QpAdm was designed to detect admixtures giving also probability and standard error statistics. Two kind of parameters are inputted: admixture candidates and outgroup populations. The result quality depends on both inputted groups. They can be incomplete in many ways. Outgroups should represent some ancestral junctions of tested populations, giving ancestral differences. If there are multiple outgroups representing same ancestral junction they should give a coherent picture. It is not a foregone conclusion in every case because every ancestral branch lives its own history. That is why it is not easy to choose outgroups. Many other problems exist too. If there are in tested groups several ancestrally close populations there will be big standard errors due to common genetic drift of those groups. This means that qpAdm is more suitable for testing very ancient admixtures which are distinctly detectable. Following tests, made using Iron Age populations in the Baltic area, are only directional.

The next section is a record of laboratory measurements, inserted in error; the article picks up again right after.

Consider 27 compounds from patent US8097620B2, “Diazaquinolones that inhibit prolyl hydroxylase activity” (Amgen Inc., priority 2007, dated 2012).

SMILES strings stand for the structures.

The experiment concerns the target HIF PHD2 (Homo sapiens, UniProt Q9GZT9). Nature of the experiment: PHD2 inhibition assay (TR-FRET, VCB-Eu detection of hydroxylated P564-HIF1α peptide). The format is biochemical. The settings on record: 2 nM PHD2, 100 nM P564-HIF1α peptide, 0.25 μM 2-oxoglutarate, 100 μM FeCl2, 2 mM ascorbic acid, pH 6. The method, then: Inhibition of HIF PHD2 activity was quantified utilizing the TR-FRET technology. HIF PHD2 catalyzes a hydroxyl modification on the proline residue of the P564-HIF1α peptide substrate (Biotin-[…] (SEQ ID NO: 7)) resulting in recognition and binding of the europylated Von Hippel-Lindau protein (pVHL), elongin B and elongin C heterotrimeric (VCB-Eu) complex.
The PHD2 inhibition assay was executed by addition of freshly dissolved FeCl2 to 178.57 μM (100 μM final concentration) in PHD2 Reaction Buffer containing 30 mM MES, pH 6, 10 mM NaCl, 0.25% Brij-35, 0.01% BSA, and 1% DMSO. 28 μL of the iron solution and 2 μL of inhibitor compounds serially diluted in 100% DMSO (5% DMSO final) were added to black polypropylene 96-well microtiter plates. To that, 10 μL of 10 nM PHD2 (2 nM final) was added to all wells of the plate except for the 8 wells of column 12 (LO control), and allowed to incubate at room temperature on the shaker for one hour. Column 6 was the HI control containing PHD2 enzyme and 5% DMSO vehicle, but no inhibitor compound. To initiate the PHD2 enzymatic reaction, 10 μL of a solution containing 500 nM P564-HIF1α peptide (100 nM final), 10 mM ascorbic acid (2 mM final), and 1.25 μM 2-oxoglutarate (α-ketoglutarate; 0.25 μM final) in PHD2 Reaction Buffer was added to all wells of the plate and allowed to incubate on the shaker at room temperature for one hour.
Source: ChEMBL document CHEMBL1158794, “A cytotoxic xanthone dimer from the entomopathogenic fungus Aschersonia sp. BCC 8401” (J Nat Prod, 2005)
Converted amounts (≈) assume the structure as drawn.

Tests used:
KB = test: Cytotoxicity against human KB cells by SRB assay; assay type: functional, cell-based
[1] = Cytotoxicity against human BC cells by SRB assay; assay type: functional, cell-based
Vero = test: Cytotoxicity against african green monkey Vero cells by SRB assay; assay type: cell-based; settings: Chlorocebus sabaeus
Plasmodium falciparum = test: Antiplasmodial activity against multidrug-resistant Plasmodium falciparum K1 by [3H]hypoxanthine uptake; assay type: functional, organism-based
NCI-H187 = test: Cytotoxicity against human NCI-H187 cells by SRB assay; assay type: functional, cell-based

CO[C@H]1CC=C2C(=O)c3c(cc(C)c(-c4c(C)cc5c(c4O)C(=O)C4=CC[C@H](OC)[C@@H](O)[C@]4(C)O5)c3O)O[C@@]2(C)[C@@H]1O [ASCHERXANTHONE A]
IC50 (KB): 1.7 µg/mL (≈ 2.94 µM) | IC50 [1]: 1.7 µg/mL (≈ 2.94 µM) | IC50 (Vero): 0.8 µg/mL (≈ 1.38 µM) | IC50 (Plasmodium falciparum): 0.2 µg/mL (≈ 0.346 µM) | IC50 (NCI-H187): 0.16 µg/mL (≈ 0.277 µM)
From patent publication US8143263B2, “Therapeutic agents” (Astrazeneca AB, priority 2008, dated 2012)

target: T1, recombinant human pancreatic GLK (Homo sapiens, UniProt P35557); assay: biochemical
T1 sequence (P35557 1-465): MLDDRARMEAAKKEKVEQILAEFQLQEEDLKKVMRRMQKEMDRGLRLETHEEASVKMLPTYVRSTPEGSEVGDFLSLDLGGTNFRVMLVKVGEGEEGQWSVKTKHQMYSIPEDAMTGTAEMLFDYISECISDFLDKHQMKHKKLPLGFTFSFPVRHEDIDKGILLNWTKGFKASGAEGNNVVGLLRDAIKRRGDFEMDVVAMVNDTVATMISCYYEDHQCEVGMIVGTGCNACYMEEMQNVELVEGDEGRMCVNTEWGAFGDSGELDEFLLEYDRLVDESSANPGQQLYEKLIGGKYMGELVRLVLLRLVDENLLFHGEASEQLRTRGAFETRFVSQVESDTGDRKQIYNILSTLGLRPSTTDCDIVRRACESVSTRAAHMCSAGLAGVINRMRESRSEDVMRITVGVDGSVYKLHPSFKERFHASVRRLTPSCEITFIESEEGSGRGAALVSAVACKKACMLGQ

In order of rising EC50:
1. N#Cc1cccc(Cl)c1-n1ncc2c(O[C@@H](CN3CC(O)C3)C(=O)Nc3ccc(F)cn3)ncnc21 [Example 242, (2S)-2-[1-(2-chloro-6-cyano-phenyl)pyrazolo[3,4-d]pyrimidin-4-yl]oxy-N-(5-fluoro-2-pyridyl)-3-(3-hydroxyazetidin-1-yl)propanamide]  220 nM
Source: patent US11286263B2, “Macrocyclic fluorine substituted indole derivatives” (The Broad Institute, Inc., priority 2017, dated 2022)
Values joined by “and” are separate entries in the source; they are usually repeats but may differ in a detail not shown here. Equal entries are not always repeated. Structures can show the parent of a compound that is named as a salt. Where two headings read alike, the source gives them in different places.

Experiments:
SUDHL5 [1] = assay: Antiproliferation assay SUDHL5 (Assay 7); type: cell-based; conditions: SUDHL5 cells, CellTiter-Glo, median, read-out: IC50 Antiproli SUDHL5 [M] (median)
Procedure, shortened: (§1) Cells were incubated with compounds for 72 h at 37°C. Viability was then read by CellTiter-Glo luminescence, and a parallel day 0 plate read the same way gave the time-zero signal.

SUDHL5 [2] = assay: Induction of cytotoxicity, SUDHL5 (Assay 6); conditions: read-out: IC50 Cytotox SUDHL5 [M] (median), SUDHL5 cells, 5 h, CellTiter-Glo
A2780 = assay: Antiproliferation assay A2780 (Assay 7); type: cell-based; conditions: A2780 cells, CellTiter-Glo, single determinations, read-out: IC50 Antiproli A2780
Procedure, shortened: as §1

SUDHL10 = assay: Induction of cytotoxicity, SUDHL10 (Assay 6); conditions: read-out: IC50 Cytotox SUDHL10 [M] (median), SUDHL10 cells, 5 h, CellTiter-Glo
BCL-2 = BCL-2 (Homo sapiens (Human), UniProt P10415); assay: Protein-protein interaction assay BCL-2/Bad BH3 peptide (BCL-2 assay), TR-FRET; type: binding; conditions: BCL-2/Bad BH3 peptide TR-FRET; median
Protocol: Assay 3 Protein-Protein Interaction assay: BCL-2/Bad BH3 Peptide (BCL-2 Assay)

Iron Age Estonians
Estonian_BA / Baltic_IA / Scania_IA
best coefficients: 0.334 0.613 0.053
Jackknife mean: 0.325213405 0.531536401 0.143250193
std. errors: 0.326 0.452 0.490
tail prob: 0.655969
The result imply that the best available result calls for all three ancestral populations, one from Sweden, but sorting of them is difficult due to largely common genetic drift.
Sample 0LS10 (Kunda, Lääne-Viru. EST IA 770–430 BC H13a1a1a N3a3'5)
Estonian_IA / Saami
best coefficients: 0.847 0.153
Jackknife mean: 0.846059225 0.153940775
std. errors: 0.059 0.059
tail prob: 0.901439
The standard error is much lower due to lesser common genetic drift. In this case the total error is probably generated by the Finnish admixture in present-day Saami samples. The eastern admixture of 0LS10 is very purely eastern and barely shows any Finnish ancestry. Would I say that it is question about proto-Saami ancestry...